NEW TECHNOLOGY: A new way to treat migraines was actually discovered by accident. A plastic surgeon in Cleveland, Ohio was performing forehead lifts on patients, and found many were reporting that they no longer experienced any migraines. The procedure involved removing the muscle just above the eyes, which seemed to decompress the nerves which can send pain signals to the brain. They found if they performed this kind of decompression at major sites around the head and neck, migraine symptoms would generally stop. It is not, however, curing the underlying cause of the migraine. Instead, they simply cut the nerves and tissue around these sites, which stop the pain signal from being sent to the brain in the first place. The procedure is covered by 80 to 90 percent of insurance companies, and can run from about $5,000 to $10,000 per site. (Dr. Bardia Amirlak, http://migrainesurgerytreatment.com/)
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Bardia Amirlak, M.D., Assistant Professor of Plastic Surgery at the University of Texas Southwestern Medical Center, talks about a new way to treat migraines.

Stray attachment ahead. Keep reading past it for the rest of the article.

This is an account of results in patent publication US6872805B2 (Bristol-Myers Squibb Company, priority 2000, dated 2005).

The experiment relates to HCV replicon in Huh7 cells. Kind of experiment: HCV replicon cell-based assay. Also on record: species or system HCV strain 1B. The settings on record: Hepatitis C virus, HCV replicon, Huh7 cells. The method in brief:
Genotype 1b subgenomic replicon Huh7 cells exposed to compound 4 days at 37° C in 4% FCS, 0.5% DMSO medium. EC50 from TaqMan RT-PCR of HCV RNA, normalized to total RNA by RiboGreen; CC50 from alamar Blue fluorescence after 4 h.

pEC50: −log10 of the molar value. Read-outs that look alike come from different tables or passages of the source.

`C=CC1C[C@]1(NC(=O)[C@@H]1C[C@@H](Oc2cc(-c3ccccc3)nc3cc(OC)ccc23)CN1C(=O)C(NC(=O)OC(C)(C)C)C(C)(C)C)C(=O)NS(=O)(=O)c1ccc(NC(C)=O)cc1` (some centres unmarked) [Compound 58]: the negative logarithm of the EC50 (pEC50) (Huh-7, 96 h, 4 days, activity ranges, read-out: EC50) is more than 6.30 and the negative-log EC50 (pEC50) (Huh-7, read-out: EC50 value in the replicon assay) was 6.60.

Do you talk to a lot of people that come in with migraines?
Dr. Amirlak: I do. A lot of times I talk to people from out of state, and I also talk to people from out of the country as well. Sometimes after I talk to them they fly in for an assessment. We have a talk with them before surgery to see if they’re candidates for surgery or if they’re candidates for other treatments, such as BOTOX.
And these people are pretty desperate, right?
Dr. Amirlak: The majority of them have tried multiple medications, multiple treatment modalities. Some have even tried acupuncture and different massage therapies, and some of them are on high doses of narcotics, unfortunately, because of the severe pain that they have. Migraines do cause a lot of problems with daily living. Sometimes people can’t go to school, sometimes they can’t leave the house, and they can’t open the shades. Migraines also cause a lot of problems with relationships and social activities.
So when Meredith came to you what would she like?
Dr. Amirlak: Well she was absolutely miserable: she had a lot of pain in the forehead and temple, she was on multiple medications, she had a hard time going to school, and her hopes for going to college were very slim. She was very depressed, and I think at the same time anxious as well because of the amount of pain she was in.
Is every migraine because of compressed nerves?